Language Development

Language development starts at birth and continues for the rest of our lives. 

Below is a checklist of language skills from birth to 5 years of age. It touches on what a child should be able to understand and say by a certain age.

Of course, all children are different and this is just a guideline. If you are concerned about your child, please contact a speech-language pathologist for an evaluation.

Speech and Language Developmental Milestones

Language Development Checklist!

Birth to 6 Months


  • Smiles
  • Coos
  • Babbles (i.e., “baba” or “gaga”)
  • Makes sounds when playing or when excited
  • Likes toys that play music or make sounds
  • Explores objects with mouth

6-12 Months


  • Responds to name
  • Looks at you when you are talking
  • Still uses mouth to explore objects
  • Waves “hi” or “bye”
  • May have a first word
  • Uses vocalizations to get attention instead of crying
  • Babbles while playing
  • Babbling becomes more elaborate with different sound combinations
  • Recognizes familiar objects, “dog” or “book”

1- 1 1/2 Years


  • Uses 3-20 words consistently
  • Imitates words
  • Points to some body parts
  • Follows simple directions
  • Understands “no”
  • Points to pictures in books

1 1/2 -2 Years


  • 60% intelligible to unfamiliar listeners
  • Understands about 300 words
  • Uses about 50-300 words
  • Vocabulary increases each month
  • Speaks with 2 word phrases, “more milk”
  • Asks simple, two word questions, “where’s mommy?”
  • Gives a toy when prompted

2-3 Years


  • 75% intelligible to an unfamiliar listener
  • Understands about 500 words
  • Uses about 1000 words consistently
  • Speak with 3+ word phrases
  • Uses articles “a” and “the”
  • Uses present progressive, -ing, “running”
  • Follows 2 step directions, “get your shoes and put them on”
  • Uses negative words, “no cookie”
  • Time concepts emerging, “tomorrow”
  • Uses words to get attention, “watch this”
  • Knows simple concepts “big,” “little,” “in,” “out"

3-4 Years


  • 80% intelligible to an unfamiliar listener
  • Uses about 500 words
  • Understands 900 words
  • Speaks with 4+ word phrases
  • Knows colors
  • Answers age-appropriate yes/no questions
  • Uses regular past tense (i.e., “he jumped”) verbs
  • Uses possessive -s, (i.e., “mommy’s keys”)
  • Answers simple “wh” questions (i.e., “what” “where” “what...doing”)
  • Talks about events of the day with a simple story structure
  • Recognizes songs and can sing them

4-5 Years


  • 100% intelligible to unfamiliar listeners
  • Speaks with 5+ word sentences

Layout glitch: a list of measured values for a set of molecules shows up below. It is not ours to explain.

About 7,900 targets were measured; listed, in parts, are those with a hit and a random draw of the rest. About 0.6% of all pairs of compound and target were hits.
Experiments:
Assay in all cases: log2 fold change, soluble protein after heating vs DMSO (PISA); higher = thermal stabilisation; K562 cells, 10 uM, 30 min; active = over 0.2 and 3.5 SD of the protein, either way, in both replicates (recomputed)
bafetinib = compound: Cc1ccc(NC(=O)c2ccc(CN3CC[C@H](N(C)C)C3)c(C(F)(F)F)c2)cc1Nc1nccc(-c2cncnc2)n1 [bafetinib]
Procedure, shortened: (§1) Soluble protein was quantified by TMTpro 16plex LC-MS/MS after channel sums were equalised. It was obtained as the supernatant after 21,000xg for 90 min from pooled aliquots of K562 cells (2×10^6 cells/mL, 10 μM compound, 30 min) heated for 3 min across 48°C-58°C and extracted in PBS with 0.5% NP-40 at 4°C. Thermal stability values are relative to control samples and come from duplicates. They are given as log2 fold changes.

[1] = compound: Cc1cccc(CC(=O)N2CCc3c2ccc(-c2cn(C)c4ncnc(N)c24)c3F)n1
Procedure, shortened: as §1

• Knows simple shapes (i.e., square or circle)
  • Answers “who” and “why” questions
  • Answers questions about short stories, 3-4 sentences
  • Sentences now have details
  • Improved conversational skills, can stay on topic
  • Rhymes
  • Knows a few letters and numbers

Printable Language Development Checklists!

Click here for printable speech/language milestone checklists: Printable Checklists

Remember, every child is an individual and one child’s language development may look different when compared to another. If you have concerns, please reach out to a speech-language pathologist or write us a note. We are happy to help guide you!

Developmental Milestone Activities:

If you are interested in specific speech and language games designed to target each developmental milestone, please visit our members section. You will have access to functional ideas you can weave into your daily life that will help your child build strong speech and language skills.

› Language Development


Bridget is an ASHA certified, practicing speech-language pathologist. She is passionate about providing parents with information on child speech and language development as well as provide functional, easy activities to do at home! Parents have the power to make a real difference. Follow Bridget at Facebook and Pinterest for more fun!

Author of  child language development eBook series


References

  1. Speech and Language Milestone Chart by PRO-ED inc, 1999.. Retrieved online on June 12, 2013 at http://www.ldonline.org/article/6313
  2. Brown, R. (1973). A first language: The early stages. London: George Allen & Unwin.
  3. American Speech-Language-Hearing Association. (n.d.). How Does Your Child Hear and Talk? Retrieved on June 12, 2013 at http://www.asha.org/public/speech/development/chart.htm